MD and Partner of BCG India, Amita Parekh, and Amit Gandhi, are Hastening the Merger & Acquisition Plan for Indian ChemCos
Chemicals Merger & Acquisition (M&A) activity has increased dramatically in 2021, with a total of roughly USD 134 billion in transactions, up from USD 54 billion in 2020. However, the aggregate figures conceal more than they disclose. Disaggregating these transactions by size and overlaying bigger global strategic trends reveals illuminating tendencies for Indian ChemCos as the industry grows.
M&A in the global chemicals business has been on a roll since 2014, with agreements continuously exceeding USD 100 billion (except in 2020), including a few megadeals (Bayer/Monsanto, DuPont/Dow, to name a few). However, 2021 was a standout year, with almost 42 percent of acquisitions (by value) completed.
The industry's centre of gravity is fundamentally shifting toward Asia; in 2010, Asia accounted for around 43 percent of worldwide chemicals revenue. By 2020, it had increased to 60%, an increase of more than 1 trillion euros. This has resulted in strong local champions in these countries, who have war chests and are looking to the United States, Europe, and Japan for technology and market access.
Chemical corporations are losing weight and reducing portfolios to establish smaller, more concentrated offerings to compete. The top 20 worldwide chemical companies' market share has declined from 19% in 2006 to 14% in 2020. This refocusing has created opportunities for M&A - for example, the establishment of Dow, DuPont, and Corteva from the merger has resulted in additional specialisation through purchases (e.g., DuPont's acquisitions of Rogers and Laird); as well as divestments (e.g., N&B sold to IFF). Furthermore, the trend toward regionalization of supply chains could result in more cross-border M&A, which is especially crucial for Indian ChemCos wanting to integrate into global supply networks.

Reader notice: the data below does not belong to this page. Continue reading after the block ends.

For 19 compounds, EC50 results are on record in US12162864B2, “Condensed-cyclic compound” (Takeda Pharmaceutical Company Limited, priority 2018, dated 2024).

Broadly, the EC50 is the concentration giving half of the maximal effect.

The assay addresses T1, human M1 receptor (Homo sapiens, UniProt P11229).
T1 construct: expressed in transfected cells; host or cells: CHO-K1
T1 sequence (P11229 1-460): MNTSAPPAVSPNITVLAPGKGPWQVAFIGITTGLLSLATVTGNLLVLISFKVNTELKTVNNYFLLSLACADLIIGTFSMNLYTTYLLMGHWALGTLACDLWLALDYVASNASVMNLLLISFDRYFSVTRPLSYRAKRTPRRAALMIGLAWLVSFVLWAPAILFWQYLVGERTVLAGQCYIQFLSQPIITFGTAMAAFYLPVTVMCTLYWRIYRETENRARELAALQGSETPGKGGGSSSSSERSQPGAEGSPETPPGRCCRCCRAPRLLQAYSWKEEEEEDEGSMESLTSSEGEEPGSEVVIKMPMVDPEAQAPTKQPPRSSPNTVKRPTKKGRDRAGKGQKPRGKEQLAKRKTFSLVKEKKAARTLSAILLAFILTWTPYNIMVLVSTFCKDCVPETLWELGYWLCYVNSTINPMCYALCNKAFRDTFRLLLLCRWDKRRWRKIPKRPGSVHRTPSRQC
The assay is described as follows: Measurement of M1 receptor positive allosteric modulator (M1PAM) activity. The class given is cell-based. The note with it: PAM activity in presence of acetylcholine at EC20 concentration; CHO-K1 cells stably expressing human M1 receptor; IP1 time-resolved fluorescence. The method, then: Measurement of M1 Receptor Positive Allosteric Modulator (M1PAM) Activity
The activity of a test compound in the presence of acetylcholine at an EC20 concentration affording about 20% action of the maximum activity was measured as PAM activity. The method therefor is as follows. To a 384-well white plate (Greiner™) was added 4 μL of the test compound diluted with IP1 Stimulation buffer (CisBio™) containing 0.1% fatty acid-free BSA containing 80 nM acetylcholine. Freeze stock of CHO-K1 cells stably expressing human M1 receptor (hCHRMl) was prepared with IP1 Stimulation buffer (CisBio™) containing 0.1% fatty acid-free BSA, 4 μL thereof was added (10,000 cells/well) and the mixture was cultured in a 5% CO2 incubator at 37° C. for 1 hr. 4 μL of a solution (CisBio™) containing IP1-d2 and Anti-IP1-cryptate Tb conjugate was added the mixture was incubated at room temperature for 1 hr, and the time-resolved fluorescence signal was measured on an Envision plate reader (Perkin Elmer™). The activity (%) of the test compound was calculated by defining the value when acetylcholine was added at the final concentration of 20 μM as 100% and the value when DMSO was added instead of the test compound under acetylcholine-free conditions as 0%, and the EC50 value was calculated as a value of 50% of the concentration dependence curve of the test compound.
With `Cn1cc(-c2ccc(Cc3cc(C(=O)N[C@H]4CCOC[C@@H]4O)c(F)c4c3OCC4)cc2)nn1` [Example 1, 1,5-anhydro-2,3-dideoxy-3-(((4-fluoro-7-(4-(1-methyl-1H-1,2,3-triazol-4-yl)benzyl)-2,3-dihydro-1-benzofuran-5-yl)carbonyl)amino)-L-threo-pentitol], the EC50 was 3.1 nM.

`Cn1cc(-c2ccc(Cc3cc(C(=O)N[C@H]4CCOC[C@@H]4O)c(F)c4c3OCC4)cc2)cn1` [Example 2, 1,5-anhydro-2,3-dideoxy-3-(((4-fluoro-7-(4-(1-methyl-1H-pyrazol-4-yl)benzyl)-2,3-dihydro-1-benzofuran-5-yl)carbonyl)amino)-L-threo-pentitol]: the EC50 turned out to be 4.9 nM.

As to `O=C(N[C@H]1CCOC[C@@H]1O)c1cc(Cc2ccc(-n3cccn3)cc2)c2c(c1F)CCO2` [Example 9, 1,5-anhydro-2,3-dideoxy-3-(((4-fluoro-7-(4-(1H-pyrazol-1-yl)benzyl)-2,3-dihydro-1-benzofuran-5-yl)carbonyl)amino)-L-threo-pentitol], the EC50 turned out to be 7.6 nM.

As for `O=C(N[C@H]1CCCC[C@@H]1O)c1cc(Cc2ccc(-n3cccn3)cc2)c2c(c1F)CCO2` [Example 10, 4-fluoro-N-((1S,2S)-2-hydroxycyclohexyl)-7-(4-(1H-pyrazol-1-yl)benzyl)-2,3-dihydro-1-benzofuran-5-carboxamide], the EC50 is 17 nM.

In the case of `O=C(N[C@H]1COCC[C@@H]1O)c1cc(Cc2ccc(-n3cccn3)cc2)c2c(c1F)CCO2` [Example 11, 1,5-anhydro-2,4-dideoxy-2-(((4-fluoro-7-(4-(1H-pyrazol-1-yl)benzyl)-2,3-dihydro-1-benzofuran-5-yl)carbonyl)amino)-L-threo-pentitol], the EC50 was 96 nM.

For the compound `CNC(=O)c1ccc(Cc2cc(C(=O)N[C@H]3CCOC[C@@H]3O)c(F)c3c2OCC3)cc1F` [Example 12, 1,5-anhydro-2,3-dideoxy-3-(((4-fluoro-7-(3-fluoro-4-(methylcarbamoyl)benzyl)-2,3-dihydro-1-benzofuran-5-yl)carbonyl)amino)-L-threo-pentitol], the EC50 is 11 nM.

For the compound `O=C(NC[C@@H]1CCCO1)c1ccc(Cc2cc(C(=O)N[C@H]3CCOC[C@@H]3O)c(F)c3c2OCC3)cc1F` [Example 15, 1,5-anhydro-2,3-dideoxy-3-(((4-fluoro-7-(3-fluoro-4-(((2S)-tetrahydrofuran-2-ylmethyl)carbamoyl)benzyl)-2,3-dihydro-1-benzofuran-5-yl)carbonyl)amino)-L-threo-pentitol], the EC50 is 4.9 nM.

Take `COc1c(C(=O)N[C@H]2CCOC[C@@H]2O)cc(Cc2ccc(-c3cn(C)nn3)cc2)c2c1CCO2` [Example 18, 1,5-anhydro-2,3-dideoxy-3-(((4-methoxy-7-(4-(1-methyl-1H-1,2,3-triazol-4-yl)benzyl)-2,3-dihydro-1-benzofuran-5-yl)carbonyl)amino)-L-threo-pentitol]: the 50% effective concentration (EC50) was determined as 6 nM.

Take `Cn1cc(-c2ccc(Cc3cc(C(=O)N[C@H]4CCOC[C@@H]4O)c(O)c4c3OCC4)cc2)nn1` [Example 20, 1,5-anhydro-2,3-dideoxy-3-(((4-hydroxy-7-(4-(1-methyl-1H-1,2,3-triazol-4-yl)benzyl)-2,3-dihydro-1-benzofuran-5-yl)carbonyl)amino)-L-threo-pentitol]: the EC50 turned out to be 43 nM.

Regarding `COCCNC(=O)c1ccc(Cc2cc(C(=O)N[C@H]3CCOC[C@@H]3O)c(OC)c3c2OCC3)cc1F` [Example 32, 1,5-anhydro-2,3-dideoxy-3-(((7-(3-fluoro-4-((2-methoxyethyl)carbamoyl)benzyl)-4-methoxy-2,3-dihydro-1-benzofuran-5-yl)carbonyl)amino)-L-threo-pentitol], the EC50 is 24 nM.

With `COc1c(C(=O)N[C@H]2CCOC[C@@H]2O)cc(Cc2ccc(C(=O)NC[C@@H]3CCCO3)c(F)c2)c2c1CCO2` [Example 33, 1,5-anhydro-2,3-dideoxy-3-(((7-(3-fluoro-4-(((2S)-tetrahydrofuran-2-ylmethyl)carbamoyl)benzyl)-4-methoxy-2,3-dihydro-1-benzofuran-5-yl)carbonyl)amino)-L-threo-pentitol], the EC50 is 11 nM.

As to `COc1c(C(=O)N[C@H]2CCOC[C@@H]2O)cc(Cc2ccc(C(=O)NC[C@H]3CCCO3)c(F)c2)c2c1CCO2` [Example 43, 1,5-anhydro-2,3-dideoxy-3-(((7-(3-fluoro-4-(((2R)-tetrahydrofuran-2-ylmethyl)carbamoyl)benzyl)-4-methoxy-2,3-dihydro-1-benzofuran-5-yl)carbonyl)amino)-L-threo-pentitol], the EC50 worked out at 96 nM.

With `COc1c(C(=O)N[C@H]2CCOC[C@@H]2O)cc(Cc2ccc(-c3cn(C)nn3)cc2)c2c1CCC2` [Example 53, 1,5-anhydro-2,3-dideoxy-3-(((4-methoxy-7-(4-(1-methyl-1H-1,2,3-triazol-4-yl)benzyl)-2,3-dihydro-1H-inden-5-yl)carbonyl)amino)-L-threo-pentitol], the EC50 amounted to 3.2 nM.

Indian multiples are high, and capital is readily available. Growth is expected to be significant, riding the present wave of supply chain restructuring. Many Indian promoters and senior experts have understood that the moment has come to act. There is a focus on expediting outbound M&A in their discussions across the industry. However, depending on the company's beginning position, the exact strategic needs vary. They identify four categories of outbound M&A efforts:
Acquisitions of technology and new chemistry platforms in Europe, the United States, and Japan, primarily by speciality chemical companies seeking to expand. This could range from a fundamentally new future-looking business line (e.g., battery chemicals and food ingredients) to contract manufacturers (mainly pharma and agchem) wishing to acquire a network of scientists and R&D specialists established in the regions of interest.
Base chemical firms speed their entry into specialties by acquiring technology, equipment, and business books, with the goal of targeting small to mid-sized firms in Europe/the United States/Japan. This could be a value chain downstream from bulk (for example, the halide value chain) or a new value chain.
To create a cleverly filtered, named list of ideal companies to acquire, a one-time effort is necessary. This must be prioritised and connected with the company's strategy. While asset availability is significant, it is not the most important aspect; some of the most successful mergers and acquisitions have been completed 2-3 years after initially contacting an appealing target.
Actively outreach with a dedicated M&A team: Instead of waiting for inbound options, the approach should be proactive outreach to the identified company list and engaging in discussions to create M&A chances. This is crucial given the market's rising M&A activity, as well as the scope and magnitude of acquisitions.